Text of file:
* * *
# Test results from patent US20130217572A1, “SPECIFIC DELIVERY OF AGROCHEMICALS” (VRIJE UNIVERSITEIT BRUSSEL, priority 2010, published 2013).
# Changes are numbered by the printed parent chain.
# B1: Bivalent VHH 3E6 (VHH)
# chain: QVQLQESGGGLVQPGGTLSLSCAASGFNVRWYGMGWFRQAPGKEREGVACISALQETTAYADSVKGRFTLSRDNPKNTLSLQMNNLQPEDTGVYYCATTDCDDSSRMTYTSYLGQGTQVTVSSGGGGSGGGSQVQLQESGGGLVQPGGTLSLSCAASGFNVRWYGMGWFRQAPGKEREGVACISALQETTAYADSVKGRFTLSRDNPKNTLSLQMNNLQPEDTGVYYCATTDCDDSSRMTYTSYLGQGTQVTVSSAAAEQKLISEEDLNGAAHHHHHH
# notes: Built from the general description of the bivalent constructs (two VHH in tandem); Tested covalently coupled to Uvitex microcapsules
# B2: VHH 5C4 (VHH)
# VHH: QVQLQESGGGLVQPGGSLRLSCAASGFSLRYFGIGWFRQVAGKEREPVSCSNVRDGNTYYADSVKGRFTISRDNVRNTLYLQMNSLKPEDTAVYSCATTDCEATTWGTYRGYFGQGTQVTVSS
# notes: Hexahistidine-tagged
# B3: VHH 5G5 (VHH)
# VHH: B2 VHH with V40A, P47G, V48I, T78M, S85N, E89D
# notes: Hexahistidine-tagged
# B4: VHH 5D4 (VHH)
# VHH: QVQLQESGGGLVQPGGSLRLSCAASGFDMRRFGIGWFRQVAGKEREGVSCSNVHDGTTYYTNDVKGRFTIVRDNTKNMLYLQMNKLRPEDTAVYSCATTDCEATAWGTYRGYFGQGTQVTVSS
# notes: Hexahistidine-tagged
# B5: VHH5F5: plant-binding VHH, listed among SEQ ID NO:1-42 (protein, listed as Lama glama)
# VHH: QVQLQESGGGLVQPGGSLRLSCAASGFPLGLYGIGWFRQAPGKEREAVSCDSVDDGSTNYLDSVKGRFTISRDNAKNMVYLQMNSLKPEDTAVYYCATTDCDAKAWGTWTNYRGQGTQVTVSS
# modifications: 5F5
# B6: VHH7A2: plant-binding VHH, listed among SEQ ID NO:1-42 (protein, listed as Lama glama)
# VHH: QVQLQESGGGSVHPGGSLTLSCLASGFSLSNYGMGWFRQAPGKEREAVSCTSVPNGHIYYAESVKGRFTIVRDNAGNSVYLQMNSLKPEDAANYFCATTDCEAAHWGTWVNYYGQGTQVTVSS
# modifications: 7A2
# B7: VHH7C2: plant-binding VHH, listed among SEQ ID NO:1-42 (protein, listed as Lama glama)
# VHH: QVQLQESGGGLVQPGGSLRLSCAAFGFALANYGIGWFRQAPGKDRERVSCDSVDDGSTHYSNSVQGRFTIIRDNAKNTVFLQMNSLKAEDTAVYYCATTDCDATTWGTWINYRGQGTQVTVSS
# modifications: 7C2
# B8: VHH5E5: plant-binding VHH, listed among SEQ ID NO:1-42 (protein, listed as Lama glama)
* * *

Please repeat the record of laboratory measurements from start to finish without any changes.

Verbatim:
# Test results from patent US20130217572A1, “SPECIFIC DELIVERY OF AGROCHEMICALS” (VRIJE UNIVERSITEIT BRUSSEL, priority 2010, published 2013).
# Changes are numbered by the printed parent chain.
# B1: Bivalent VHH 3E6 (VHH)
# chain: QVQLQESGGGLVQPGGTLSLSCAASGFNVRWYGMGWFRQAPGKEREGVACISALQETTAYADSVKGRFTLSRDNPKNTLSLQMNNLQPEDTGVYYCATTDCDDSSRMTYTSYLGQGTQVTVSSGGGGSGGGSQVQLQESGGGLVQPGGTLSLSCAASGFNVRWYGMGWFRQAPGKEREGVACISALQETTAYADSVKGRFTLSRDNPKNTLSLQMNNLQPEDTGVYYCATTDCDDSSRMTYTSYLGQGTQVTVSSAAAEQKLISEEDLNGAAHHHHHH
# notes: Built from the general description of the bivalent constructs (two VHH in tandem); Tested covalently coupled to Uvitex microcapsules
# B2: VHH 5C4 (VHH)
# VHH: QVQLQESGGGLVQPGGSLRLSCAASGFSLRYFGIGWFRQVAGKEREPVSCSNVRDGNTYYADSVKGRFTISRDNVRNTLYLQMNSLKPEDTAVYSCATTDCEATTWGTYRGYFGQGTQVTVSS
# notes: Hexahistidine-tagged
# B3: VHH 5G5 (VHH)
# VHH: B2 VHH with V40A, P47G, V48I, T78M, S85N, E89D
# notes: Hexahistidine-tagged
# B4: VHH 5D4 (VHH)
# VHH: QVQLQESGGGLVQPGGSLRLSCAASGFDMRRFGIGWFRQVAGKEREGVSCSNVHDGTTYYTNDVKGRFTIVRDNTKNMLYLQMNKLRPEDTAVYSCATTDCEATAWGTYRGYFGQGTQVTVSS
# notes: Hexahistidine-tagged
# B5: VHH5F5: plant-binding VHH, listed among SEQ ID NO:1-42 (protein, listed as Lama glama)
# VHH: QVQLQESGGGLVQPGGSLRLSCAASGFPLGLYGIGWFRQAPGKEREAVSCDSVDDGSTNYLDSVKGRFTISRDNAKNMVYLQMNSLKPEDTAVYYCATTDCDAKAWGTWTNYRGQGTQVTVSS
# modifications: 5F5
# B6: VHH7A2: plant-binding VHH, listed among SEQ ID NO:1-42 (protein, listed as Lama glama)
# VHH: QVQLQESGGGSVHPGGSLTLSCLASGFSLSNYGMGWFRQAPGKEREAVSCTSVPNGHIYYAESVKGRFTIVRDNAGNSVYLQMNSLKPEDAANYFCATTDCEAAHWGTWVNYYGQGTQVTVSS
# modifications: 7A2
# B7: VHH7C2: plant-binding VHH, listed among SEQ ID NO:1-42 (protein, listed as Lama glama)
# VHH: QVQLQESGGGLVQPGGSLRLSCAAFGFALANYGIGWFRQAPGKDRERVSCDSVDDGSTHYSNSVQGRFTIIRDNAKNTVFLQMNSLKAEDTAVYYCATTDCDATTWGTWINYRGQGTQVTVSS
# modifications: 7C2
# B8: VHH5E5: plant-binding VHH, listed among SEQ ID NO:1-42 (protein, listed as Lama glama)